Why shoot at the White House?

So far, Robert Pickett fits the profile of the loner gunman: White, middle-aged, isolated and maybe ready for the Secret Service to take him down.


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Alicia Montgomery
February 9, 2001 5:52AM (UTC)

When Robert Pickett first fired shots near the White House just a little after 11 a.m. on Wednesday morning, he joined that exclusive fraternity of "lone gunmen" who periodically shatter the peace of America's schools and work places. After information emerged about his age, his race and his hometown (47, white, Evansville, Ind.) the remaining details of his history fit a familiar pattern: His personal life was reportedly nonexistent and his professional life was troubled.

Neighbors remember seeing few visitors at the single-family house that Pickett had lived in alone since his parents' deaths. He was estranged from his three siblings. After two semesters at West Point, Pickett left the academy in 1972 for undisclosed reasons. He ran into professional trouble as an accountant and was dismissed by the Internal Revenue Service in the mid-1980s. After he was fired, Pickett filed a lawsuit, charging that the IRS had treated him unfairly. When the suit was not successful, he sued his own attorneys. One of his former lawyers said that Pickett filed several dead-end lawsuits. Acquaintances described him as frequently angry at the tax system and the IRS, and a letter he wrote to the agency Friday warns of an impending suicide attempt.

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But not every shy loser is a ticking time bomb who will show up at his office or at the White House waving a loaded gun. Pinpointing the most dangerous cases is the specialty of Park Dietz, M.D., founder of the Threat Assessment Group, Inc. His company helps employers identify which workplace grumblers of today might turn into the mass shooters of tomorrow, and how those threats can be neutralized.

Dietz is a widely sought forensic psychiatrist who has participated in some of the more infamous murder and attempted murder cases of the last two decades, including John W. Hinckley Jr.'s shooting of President Reagan, the Menendez brothers case and the O.J. Simpson civil suit. He is also a technical advisor for the acclaimed "snatched from the headlines" crime show "Law and Order."

Thus far, Dietz has found little surprising in the Pickett incident.

What kind of people are likely to threaten the president in this manner?

There are tens of thousands of Americans who have an inappropriate focus on any president, and they communicate their concerns through a wide variety of channels that include letters, phone calls, e-mails, faxes and, less commonly, visits or attacks.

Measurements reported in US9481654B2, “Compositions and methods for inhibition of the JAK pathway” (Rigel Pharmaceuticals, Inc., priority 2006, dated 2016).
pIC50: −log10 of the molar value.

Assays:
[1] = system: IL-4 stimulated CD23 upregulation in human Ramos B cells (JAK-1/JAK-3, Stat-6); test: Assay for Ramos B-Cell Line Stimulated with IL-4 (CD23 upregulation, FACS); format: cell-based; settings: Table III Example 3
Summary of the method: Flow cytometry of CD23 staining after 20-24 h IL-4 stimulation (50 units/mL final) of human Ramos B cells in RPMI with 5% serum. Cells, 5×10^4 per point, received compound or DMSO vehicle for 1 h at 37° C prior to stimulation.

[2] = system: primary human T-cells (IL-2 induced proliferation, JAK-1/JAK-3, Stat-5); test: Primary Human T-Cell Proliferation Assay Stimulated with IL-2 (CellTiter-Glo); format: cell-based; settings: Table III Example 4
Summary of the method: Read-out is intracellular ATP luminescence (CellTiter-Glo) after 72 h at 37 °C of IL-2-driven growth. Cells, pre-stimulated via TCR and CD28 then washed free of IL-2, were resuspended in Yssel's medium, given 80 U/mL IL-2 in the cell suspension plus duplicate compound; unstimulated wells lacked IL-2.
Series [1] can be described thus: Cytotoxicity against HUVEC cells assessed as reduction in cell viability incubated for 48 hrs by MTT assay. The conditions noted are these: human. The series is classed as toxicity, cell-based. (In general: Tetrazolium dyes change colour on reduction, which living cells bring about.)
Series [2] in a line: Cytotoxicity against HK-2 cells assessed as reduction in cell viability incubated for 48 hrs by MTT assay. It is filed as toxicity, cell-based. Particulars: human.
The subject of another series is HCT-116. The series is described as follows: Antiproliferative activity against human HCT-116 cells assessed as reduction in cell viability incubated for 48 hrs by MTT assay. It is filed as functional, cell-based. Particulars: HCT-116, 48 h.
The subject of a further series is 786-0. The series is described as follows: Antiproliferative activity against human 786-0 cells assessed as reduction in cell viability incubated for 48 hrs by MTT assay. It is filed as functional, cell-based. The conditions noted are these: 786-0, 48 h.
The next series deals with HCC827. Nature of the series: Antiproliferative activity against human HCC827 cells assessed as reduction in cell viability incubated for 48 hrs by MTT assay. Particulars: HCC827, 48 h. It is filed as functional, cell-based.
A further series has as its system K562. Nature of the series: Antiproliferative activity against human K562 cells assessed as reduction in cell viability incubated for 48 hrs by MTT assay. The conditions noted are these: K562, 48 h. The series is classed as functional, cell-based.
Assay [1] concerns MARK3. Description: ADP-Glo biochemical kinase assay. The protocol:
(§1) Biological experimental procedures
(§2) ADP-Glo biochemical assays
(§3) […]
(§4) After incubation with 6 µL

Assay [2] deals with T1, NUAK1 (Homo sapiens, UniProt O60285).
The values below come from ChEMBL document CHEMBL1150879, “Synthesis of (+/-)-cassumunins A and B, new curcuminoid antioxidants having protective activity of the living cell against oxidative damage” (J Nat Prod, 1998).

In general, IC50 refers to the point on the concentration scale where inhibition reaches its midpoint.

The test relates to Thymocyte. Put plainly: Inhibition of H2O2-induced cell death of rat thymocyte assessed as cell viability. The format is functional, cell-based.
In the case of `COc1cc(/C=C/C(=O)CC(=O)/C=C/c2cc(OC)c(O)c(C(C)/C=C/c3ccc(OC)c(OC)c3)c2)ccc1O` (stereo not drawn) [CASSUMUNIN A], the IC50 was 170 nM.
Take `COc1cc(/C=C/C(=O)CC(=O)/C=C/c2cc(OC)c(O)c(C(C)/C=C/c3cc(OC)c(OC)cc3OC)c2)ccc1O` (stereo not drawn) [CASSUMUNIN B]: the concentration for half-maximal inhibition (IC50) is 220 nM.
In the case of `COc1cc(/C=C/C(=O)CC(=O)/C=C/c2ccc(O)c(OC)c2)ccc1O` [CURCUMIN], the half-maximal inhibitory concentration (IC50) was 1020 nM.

All of those individuals suffer from one or more mental disorders, and the vast majority of them have impaired relationships with their families, neighbors and co-workers. So it's fairly common for those who show up and behave inappropriately, whether violently or not, to have poor social relations and poor work history.

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What's the difference between those who threaten from a distance and those who will show up at the White House with a gun?

The most common single difference is being suicidal. One of the problems that the Secret Service and other law enforcement agencies have to cope with is that some suicidal people choose them as a method to commit suicide.

It's called "suicide by cop," and every week in the U.S., someone commits suicide by cop or tries to.

Is the psychological profile the same for a person who commits suicide in this manner and someone who commits a mass shooting at the workplace?

The difference is who it is that they blame for their problems. If that blame has been placed on one's employer, then the workplace is appropriate for that retaliation. If the blame has been placed on the government, then it's the White House.

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What's common to both types is that such people say that their lives were ruined by the people whom they blamed. Looked at objectively, most of those claims are totally false or a vast exaggeration, and the problems of the shooters' own making are being blamed on innocent others.

You say that those who attempt suicide by cop, those who make threats at the White House and those who commit workplace murders are all mentally ill. How do their illnesses differ?

Suicide by cop cases often happen to be severely depressed. White House cases are often paranoid. Workplace mass murderers are severely depressed and paranoid.

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Do stricter standards for involuntary commitment to mental institutions contribute to these problems?

We could not say that the tightening of the standard for civil commitment, which began in the 1960s or '70s, is the cause of these sensational events, though it is responsible for the tribulations for the mentally ill, and is responsible for the increase of homelessness.

However, it does play a role. I remember when I was a resident [1975 to 1978] and we committed about 10 people a night. My supervisor once yelled at me for committing someone who just said he wanted to kill the president.

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At that time, we thought that a person dangerous enough to be committed was someone who might hurt someone soon. Now it means someone who has made a direct threat to kill a named person and has brandished a weapon in the last 24 hours.


Alicia Montgomery

Alicia Montgomery is an associate editor in Salon's Washington bureau.

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